Abortion funds see surge in donations with reproductive rights on the line
Donations to abortion funds are pouring in following the leak of a draft majority Supreme Court opinion that is poised to strike down the landmark Roe v. Wade decision protecting a woman's right to have an abortion.
Nonprofit organizations that provide financial and emotional support to pregnant people seeking abortions say they are grateful for the rapid influx of new funds, but that their work — and costs — will grow at even faster rates.
The National Network of Abortion Funds, which helps more than 80 local organizations remove financial and logistical barriers to abortion access, told CBS MoneyWatch that donations "skyrocketed" on Monday evening last week after the draft majority opinion was leaked.
"On Monday night after the draft was leaked, within minutes we had tens of thousands of people come to our website and it actually crashed," said NNAF director Lindsay Rodriguez.
As of Thursday, more than 8,500 people had contributed $800,000 to the fund. An additional 12,000 supporters contributed more than $1.1 million to the NNAF's local member funds through its website.
"It is a silver lining in what is an incredibly abysmal situation. It is impressive and great to see this level of support. Of course we also know the needs of abortions funds are going to multiply so much more exponentially," Rodriguez added.
Another organization, Access Reproductive Justice, which funds abortions for California, raised over $40,000 in just three days after the leak, compared to its usual average of $1,000, according to executive director Jessica Pinckney.
"Huge" lack of resources
Already, most abortion funds can only accommodate between one-quarter and one-third of callers who seek out their assistance in paying for an abortion procedure and associated costs including travel, child care, food and lodging, according to the NNAF. "The gap is huge," Rodriguez said.
Melissa Fowler, chief program officer for the National Abortion Federation, a professional association of abortion providers and clinics, highlighted a similar lack of resources.
"While NAF, like many other organizations, has seen a recent increase in donations, the need continues to drastically outweigh available resources," she said in a statement to CBS MoneyWatch. "As more states become emboldened to decimate abortion access with Roe hanging by a thread, the need to support clinics and help patients travel for care will only grow."
"Only a drop in the bucket"
Overturning the Roe decision would allow states to determine their own abortion restrictions or protections.
Some Republican-led states already restrict abortion access by making it illegal at certain points during a pregnancy. Laws in Texas and Oklahoma ban abortion after six weeks of pregnancy, meaning that women who seek to end their pregnancies after six weeks must travel beyond state lines to obtain the procedure.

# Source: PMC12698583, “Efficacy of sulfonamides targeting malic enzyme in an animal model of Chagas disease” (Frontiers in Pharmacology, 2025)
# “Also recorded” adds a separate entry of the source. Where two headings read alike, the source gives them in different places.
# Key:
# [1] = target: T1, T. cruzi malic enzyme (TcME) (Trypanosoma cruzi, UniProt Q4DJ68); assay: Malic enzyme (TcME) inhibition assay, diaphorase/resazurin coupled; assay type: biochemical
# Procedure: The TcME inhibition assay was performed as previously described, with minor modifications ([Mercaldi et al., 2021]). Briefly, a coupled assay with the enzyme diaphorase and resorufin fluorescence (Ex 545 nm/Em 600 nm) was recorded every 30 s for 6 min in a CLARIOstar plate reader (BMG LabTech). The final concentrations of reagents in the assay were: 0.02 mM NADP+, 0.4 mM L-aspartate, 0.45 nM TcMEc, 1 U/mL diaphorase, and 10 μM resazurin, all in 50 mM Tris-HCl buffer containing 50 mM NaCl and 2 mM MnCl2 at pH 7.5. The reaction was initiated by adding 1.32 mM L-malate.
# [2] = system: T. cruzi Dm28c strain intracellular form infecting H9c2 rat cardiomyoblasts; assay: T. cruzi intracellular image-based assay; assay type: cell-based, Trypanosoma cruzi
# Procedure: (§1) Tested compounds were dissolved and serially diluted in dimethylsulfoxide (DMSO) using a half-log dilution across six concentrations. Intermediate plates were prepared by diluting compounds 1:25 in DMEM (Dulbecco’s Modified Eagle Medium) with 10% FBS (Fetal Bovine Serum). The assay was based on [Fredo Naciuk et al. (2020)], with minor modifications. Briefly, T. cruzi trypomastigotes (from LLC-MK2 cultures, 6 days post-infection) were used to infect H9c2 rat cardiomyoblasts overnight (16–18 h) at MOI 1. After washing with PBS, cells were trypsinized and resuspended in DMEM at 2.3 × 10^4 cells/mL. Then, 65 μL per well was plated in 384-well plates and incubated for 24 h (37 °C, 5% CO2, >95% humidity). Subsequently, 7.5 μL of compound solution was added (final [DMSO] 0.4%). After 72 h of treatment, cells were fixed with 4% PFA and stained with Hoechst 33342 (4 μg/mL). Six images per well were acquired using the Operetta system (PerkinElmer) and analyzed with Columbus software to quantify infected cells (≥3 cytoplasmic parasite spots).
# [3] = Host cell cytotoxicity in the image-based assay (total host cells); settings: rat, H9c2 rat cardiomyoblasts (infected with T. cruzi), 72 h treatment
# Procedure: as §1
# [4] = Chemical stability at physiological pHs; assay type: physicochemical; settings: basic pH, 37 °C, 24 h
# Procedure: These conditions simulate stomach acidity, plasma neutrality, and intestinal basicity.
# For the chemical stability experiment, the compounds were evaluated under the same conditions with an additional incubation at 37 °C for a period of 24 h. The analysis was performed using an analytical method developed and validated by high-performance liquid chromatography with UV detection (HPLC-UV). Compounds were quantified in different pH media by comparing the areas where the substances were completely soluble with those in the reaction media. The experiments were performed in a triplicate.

According to an analysis by the Guttmacher Institute, a research organization that supports abortion rights, 23 states have so-called "trigger" laws on the books that could restrict abortion rights if the Supreme Court overturns Roe in the coming months.
Should those laws go into effect, the need for more patients to travel greater distances to access care will eat into funds' budgets.
Fund Texas Choice, which covers Texans' travel costs to out-of-state abortion clinics, said it already receives more than 300 calls a month and only has the resources to support up to 130 clients, who on average require between $750 and $1,000 of assistance per procedure. The fund does not pay for the abortion itself, but covers the cost of travel to and from an appointment, in addition to lodging, food and other expenses.
"We expect that to get worse. Our clients will have to travel farther, and gas and flights will become more expensive," said Anna Rupani, executive director of Fund Texas Choice.
She said donations to the fund have increased, but that "it's only a drop in the bucket given what it takes to do the work."
For example, the fund already shells out more than $62,000 monthly on practical support costs related to sending clients out of state for abortions. That doesn't even include spending on staffers' salaries.
High gas prices aren't helping either. "With fuel costs up and inflation up — we used to spend $500 round trip to send clients to Albuquerque, but our flight average has increased $250 — to $750 per flight," she added.
Fund Texas' greatest need? More paid staffers, who can coordinate trips and handle logistics for patients.
"I need 10 trip planners. That is where we need to ramp up, but we don't have the capital to do it," Rupani said.
"That is where there is going to be a huge need if Roe is overturned like we think it's going to be. It means more people will need to travel further and it will take longer to get to their appointments because so many other states are not going to have abortion access," she said. "It is going to be catastrophically unsustainable."
Holler Health Justice, a West Virginia-based reproductive justice nonprofit is also grappling with staffing challenges.
"We've gotten a lot of support, said co-director Peshka Calloway. "But our biggest concern is we need people who can show up consistently and continue pouring love into our cup."
for more features.